Bocas del Toro, the mouth of the bull

Well, those roosters do start early. 3AM, and the only light in the sky is probably from the excessive number of security lights around this place. At 4AM, the roosters were drowned out by a car alarm that would not stop. After 40 minutes, the cops showed up with their horn. A couple blasts of sound and the alarm ceased. I dont know if the owners finally came and dealt with the car, or a tow truck took it away…but the sound was gone. The roosters returned to their morning calls…and the sun was still a couple hours from rising.

We crawled out of bed at 7:30. A new bed, so neither of us slept all that well. Breakfast was instant oatmeal…plain, apparently with flax…no sugar. We are now looking at minimizing our sugar intake because everything seems to be overloaded with the sweet white stuff. Coffee, instant and lightened with a little overpriced milk.

I again had a little homework to do. It was a grey start to the day, so perfect for doing a little necessary editing to a training manual. By 11 we had some blue sky and needed some sun…also some lunch since the gruel we started the day with was quickly consumed.


With changing locations, even in the same town, some research is required. We walked back up to the north end of town to do some recon on the neighbourhood and water again. We then headed all the way south to check that neighbourhood. Neither really catching our eye. As we passed from north to south, we inquired about availability and price of those oceanfront rooms in the center of town. Most of the places have less than stellar ratings, and they can get away with a little smaller size rooms…dated furniture and higher prices because of their location. We might need to find a quieter island for that private hammock and patio.

We stopped for lunch at another place with almost nobody in it. A deck all to ourselves to enjoy a meal and couple beverages while watching the boats go by. Peaceful, relaxing…now if we could only wake up to this. After an hour of sitting there, finally we paid the bill and headed back to the room to start more searching for accommodation. This is turning into a full time job, but we do enjoy it.

A nap was in order, partly because we ate too much for lunch and watching the boats go by can make one a little sleepy. After that, we figured that since we were here…we might as well walk up to a few of these on the water hotels and check out their availability and rooms. Pictures tell you one thing, walking into the room tells you if it is a good or bad idea. Although it was now dark, we checked out Bocas Inn. A smaller place just to the north of here. Breakfast included, on a common area deck overlooking the water. We waited for the lady at the front desk to return by hanging out on that deck watching the fish chase each other around in the glow of a security light pointed directly down. A stingray floated by under those fish as well. The lady returned, we had a look at a couple rooms…and quickly departed. An OK looking place from the outside, the rooms seemed like they were from a nursing home more than a sexy island. More to discuss.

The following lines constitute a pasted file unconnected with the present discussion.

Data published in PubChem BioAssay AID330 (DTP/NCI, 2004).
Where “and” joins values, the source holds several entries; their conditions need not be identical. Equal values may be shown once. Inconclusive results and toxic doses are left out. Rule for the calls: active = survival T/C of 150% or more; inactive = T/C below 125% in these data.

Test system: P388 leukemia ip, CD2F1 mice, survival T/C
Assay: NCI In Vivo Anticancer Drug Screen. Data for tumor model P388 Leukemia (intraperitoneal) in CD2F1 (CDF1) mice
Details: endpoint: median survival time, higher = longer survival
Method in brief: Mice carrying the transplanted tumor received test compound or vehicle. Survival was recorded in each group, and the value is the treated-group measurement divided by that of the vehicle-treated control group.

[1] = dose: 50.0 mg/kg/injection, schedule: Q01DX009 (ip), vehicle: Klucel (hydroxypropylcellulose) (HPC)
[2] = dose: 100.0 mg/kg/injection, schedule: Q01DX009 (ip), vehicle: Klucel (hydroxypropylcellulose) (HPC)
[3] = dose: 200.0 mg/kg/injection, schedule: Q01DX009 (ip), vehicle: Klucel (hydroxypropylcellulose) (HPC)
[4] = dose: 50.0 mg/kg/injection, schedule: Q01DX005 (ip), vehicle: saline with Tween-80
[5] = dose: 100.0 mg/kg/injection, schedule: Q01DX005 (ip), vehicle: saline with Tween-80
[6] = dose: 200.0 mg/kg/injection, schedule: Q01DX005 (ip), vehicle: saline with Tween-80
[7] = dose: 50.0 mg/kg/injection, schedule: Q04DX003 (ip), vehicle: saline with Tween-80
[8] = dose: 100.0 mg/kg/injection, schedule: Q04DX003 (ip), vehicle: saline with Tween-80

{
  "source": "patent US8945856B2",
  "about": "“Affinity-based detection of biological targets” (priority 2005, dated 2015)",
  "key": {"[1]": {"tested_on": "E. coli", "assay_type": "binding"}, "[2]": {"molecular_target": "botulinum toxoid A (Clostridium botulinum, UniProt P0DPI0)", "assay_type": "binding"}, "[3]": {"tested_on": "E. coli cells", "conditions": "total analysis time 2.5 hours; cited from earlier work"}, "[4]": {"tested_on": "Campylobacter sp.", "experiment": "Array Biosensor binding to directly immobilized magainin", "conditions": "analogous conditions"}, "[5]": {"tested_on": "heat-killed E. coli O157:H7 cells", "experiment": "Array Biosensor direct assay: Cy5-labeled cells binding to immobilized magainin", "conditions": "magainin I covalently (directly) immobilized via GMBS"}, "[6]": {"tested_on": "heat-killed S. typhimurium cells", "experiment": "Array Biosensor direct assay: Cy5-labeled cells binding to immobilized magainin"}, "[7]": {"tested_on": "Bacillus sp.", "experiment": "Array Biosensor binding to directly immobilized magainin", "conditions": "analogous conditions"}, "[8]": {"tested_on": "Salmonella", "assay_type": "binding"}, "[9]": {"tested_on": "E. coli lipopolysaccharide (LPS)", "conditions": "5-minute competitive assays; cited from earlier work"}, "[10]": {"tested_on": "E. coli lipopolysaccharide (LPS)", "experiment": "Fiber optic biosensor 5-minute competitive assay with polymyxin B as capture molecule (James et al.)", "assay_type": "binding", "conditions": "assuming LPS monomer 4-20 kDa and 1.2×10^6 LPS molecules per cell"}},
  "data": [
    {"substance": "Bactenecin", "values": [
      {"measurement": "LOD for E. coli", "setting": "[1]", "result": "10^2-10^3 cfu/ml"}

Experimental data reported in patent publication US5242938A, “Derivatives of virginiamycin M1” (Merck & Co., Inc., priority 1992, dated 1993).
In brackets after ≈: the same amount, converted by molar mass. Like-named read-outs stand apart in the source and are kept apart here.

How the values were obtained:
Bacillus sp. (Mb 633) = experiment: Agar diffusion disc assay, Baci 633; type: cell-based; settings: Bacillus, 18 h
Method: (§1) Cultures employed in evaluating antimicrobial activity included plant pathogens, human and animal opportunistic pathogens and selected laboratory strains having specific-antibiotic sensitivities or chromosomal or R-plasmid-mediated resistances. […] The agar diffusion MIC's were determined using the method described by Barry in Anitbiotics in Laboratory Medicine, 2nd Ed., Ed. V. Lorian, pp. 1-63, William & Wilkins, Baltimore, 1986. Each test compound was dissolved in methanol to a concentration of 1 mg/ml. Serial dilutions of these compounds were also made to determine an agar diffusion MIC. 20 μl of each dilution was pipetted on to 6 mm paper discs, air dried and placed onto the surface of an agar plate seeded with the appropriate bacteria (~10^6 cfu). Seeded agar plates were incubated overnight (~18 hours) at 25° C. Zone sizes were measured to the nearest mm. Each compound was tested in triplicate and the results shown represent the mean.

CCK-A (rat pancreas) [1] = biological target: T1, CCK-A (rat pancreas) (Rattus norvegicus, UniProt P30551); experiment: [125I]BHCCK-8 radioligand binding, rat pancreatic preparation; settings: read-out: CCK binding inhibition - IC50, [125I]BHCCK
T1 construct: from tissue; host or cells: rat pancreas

We still were not hungry, but headed in search of food. That big lunch seemed to not want to break down. We headed for a busy little art cafe down at the south end of town. A large sushi roll was probably going to be sufficient…and one each more than enough. Maybe it is the heat, maybe just a little tired of eating out all the time. We could buy some groceries and eat in, but our currently place is not exciting enough to warrant eating here as well as sleeping.

The rolls came. It must have taken 45 minutes, but the staff appeased us with beer and a basil daiquiri as well as appetizer composed of a couple shot glasses full of some salty soup. What looked like a small ashtray full of some scrambled egg and veggie concoction also arrived along with root veggie chips to facilitate transfer of the egg from ashtray to mouth. Melanie got 2 pieces in when suddenly she encounter a hard white chunk in one of the pieces. A bone? It kind of looked like a tooth. A human tooth. Thoroughly grossed out, she restrained from eating anything further. One of the serving staff came over and asked if all was OK and she pointed out the hard chunk now placed on the serving plate. He tried to explain it away as garlic, but no, this was hard…duro. He took it and disappeared to the kitchen.

Melanie then asked the question…could it have been one of hers? Sure enough, that crown that was put on about 5 years ago seems to have weakened and biting into the tempura roll was enough to shake it loose. A $5000 tooth now split in two with one half of that now somewhere in the kitchen of this restaurant. Immediately, we were asking for it back. Hopefully not buried in the trash…that would be bad. We are in a country of inexpensive dental, so this might be the place to get that tooth fixed. No pain now, just an inconvenience. Now a new challenge awaits us.

We returned to the room. No dessert for us. Now to find a dentist on this little island. Luckily tomorrow is Monday, so maybe someone will be working that can fix her up, just like new.

Off to Panama

No construction on Saturdays, which did not explain us rising before the alarm clock went off this morning. There were numerous momentary power outages throughout the night, which the microwave would alert us to with beeps to inform us that powers had happily been restored. We were up and eager to see what was in store for the day, even if it was only 6AM.

We consumed the last of our sugary cereal with half the milk necessary. To cut the dryness, bottled water was necessary. A bit of instant coffee and our breakfast of champions was completed with a banana. Ready and packed by 8. When asking our host where to leave the keys, she insisted she would come over for a walk through. Odd, but she must have had trouble with guests in the past and now a walk through is necessary.